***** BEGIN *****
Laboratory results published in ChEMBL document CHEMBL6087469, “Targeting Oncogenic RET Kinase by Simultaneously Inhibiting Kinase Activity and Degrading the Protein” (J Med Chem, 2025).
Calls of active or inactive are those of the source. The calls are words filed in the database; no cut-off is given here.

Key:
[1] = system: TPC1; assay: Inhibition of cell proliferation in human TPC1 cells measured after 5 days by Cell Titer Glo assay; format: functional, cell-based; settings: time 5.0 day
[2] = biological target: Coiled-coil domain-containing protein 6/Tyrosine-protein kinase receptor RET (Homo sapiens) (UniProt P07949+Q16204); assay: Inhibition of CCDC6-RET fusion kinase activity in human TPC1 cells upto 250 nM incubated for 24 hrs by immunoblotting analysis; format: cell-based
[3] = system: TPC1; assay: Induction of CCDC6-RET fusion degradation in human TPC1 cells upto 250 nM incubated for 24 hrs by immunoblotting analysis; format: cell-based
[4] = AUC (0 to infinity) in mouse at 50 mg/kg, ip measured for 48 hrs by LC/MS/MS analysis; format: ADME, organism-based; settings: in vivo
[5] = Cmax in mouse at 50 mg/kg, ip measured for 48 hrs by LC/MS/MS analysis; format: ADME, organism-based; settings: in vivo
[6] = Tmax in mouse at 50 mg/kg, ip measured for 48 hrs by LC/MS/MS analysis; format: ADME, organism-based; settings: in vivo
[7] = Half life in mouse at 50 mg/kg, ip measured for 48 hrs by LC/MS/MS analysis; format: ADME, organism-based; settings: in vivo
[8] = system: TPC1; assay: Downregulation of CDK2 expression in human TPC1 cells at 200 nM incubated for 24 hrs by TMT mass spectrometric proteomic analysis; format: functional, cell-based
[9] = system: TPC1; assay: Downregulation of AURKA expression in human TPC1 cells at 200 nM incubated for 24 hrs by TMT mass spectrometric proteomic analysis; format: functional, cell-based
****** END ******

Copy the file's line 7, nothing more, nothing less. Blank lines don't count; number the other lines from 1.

[4] = AUC (0 to infinity) in mouse at 50 mg/kg, ip measured for 48 hrs by LC/MS/MS analysis; format: ADME, organism-based; settings: in vivo